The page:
Madison Muslims react to Ft. Hood shootings - WKOW 27: Madison, WI Breaking News, Weather and Sports

Madison Muslims react to Ft. Hood shootings


MADISON (WKOW) -- As more information is released about Major Malik Nidal Hasan, the shooter in Thursday's attacks at Ft. Hood, there seems to be one fact getting more attention than the rest: Hasan is Muslim.

That simple statement, along with reports that Hasan is tied to the same Virginia mosque of two 9/11 hijackers, has many Muslims concerned that non-Muslims might connect the Ft. Hood attacks to the shooter's religion, Islam, rather than the shooter himself.

After the September 11, 2001 attacks were linked to a Muslim terrorist group, many other Muslims said they experienced a general sense of Islamophobia, even if they were American citizens. Now concerns of a renewed sense of Islamophobia have returned.

The Council on American-Islamic Relations issued a public statement immediately following the attacks Thursday, saying:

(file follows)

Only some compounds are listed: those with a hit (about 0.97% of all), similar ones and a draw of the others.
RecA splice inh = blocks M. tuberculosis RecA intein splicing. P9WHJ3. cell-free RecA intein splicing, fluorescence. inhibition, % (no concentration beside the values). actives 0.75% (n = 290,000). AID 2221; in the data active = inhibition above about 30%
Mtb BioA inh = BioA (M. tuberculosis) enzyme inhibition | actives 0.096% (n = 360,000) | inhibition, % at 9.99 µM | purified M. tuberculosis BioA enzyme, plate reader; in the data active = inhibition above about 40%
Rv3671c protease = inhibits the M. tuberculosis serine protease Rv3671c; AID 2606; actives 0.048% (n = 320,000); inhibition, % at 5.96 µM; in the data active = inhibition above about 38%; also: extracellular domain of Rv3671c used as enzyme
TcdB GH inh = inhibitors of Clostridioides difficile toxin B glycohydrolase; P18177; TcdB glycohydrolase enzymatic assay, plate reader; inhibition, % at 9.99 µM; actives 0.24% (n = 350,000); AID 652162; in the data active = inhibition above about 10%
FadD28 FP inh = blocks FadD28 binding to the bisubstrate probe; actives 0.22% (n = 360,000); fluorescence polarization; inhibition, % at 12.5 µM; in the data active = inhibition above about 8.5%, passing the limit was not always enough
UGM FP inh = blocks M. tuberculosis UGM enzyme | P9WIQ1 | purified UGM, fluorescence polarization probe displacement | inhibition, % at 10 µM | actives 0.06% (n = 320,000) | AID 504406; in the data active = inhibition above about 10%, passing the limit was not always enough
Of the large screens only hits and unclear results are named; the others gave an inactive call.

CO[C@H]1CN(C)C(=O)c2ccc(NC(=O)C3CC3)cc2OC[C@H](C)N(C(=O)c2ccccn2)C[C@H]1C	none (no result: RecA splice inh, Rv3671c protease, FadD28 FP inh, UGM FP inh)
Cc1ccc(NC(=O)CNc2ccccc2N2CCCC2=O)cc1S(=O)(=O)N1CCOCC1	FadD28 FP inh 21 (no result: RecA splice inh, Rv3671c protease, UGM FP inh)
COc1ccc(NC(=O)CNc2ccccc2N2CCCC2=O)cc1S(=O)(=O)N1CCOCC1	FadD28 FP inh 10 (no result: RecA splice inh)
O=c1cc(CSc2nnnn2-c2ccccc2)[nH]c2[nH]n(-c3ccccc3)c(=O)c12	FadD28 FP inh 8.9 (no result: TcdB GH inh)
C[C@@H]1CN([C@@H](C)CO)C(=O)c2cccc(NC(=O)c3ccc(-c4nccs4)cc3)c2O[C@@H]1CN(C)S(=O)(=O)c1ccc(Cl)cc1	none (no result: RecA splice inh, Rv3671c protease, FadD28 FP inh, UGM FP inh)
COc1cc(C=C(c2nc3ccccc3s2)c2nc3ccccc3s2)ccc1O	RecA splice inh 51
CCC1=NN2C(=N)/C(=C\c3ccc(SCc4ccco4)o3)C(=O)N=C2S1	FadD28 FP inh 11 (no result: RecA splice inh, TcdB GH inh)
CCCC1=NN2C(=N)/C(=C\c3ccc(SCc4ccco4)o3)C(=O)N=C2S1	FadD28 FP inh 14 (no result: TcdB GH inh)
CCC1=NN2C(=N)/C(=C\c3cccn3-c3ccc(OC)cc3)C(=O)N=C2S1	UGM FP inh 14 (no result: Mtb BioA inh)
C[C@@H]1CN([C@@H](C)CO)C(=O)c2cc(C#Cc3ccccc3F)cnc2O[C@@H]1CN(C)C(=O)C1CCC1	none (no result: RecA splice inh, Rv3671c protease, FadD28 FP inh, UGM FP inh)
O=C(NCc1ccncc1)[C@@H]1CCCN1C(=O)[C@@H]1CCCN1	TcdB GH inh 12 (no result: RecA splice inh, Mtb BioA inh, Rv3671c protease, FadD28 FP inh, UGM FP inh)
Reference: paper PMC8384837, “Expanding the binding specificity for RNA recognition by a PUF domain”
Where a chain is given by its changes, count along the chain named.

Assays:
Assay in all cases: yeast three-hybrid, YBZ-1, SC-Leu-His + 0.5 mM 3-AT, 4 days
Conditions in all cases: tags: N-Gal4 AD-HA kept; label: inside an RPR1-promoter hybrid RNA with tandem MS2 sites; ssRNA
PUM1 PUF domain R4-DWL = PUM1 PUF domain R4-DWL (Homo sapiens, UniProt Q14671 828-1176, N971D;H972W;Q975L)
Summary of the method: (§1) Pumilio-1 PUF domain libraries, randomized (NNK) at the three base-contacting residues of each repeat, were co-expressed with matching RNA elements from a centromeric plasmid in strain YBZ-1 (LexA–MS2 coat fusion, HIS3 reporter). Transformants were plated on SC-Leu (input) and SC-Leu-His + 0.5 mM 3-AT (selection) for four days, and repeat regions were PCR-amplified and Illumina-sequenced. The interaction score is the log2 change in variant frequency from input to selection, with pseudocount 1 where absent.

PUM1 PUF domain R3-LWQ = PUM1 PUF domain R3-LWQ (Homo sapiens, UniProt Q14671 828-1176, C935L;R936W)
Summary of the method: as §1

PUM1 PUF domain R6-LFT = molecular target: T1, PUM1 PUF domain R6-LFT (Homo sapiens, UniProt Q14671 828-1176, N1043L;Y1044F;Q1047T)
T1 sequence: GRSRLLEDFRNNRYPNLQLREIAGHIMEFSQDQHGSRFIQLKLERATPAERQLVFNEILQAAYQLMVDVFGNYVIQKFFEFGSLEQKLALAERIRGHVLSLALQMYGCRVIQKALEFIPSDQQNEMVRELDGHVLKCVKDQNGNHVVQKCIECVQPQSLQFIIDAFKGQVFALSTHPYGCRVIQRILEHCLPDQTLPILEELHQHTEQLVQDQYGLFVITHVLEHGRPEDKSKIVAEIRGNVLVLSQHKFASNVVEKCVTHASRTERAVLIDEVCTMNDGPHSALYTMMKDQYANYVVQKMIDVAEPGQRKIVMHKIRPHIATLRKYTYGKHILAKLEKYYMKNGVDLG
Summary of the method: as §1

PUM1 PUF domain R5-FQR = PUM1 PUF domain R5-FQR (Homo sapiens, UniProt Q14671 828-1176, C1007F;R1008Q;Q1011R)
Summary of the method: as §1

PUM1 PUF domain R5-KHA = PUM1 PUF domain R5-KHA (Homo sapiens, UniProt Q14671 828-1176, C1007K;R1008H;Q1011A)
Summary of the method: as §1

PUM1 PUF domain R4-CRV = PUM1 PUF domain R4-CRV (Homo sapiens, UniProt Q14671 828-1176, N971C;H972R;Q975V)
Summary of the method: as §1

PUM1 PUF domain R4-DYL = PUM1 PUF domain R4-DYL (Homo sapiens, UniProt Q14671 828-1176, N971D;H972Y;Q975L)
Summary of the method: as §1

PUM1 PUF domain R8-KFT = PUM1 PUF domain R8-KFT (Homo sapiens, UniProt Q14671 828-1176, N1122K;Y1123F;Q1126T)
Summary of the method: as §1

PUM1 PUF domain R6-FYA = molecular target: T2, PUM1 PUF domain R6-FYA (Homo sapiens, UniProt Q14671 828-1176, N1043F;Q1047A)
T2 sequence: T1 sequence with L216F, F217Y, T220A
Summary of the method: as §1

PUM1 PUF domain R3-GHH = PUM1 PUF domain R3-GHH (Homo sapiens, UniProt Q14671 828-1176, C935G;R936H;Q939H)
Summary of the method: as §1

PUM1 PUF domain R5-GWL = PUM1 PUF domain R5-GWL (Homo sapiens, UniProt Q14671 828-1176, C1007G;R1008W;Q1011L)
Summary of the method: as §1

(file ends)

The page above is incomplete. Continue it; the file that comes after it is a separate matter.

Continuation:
"We condemn this cowardly attack in the strongest terms possible and ask that the perpetrators be punished to the full extent of the law. No religious or political ideology could ever justify or excuse such wanton and indiscriminate violence. The attack was particularly heinous in that it targeted the all-volunteer army that protects our nation. American Muslims stand with our fellow citizens in offering both prayers for the victims and sincere condolences to the families of those killed or injured."

Madison's Sohail Siraj said he hasn't experienced any anti-Muslim sentiment so far, but admits there is plenty across the country. He says after events like the Ft. Hood tragedy, it's especially important to educate people about Islam.

"It's just a matter of increasing awareness [about Islam]," said Siraj. "It's not what [people] are thinking or coming up with."

Muslims say their religion is a peaceful one, and it isn't fair to tie one person's crime to an entire religion.

"If we go through the list of crimes that have been done in America and we put a religion with every one, [people] would have a difficult time rationalizing it in the end," said Salih Erschen, leader of the Madison Muslim Dawa Circle.

Powered by Frankly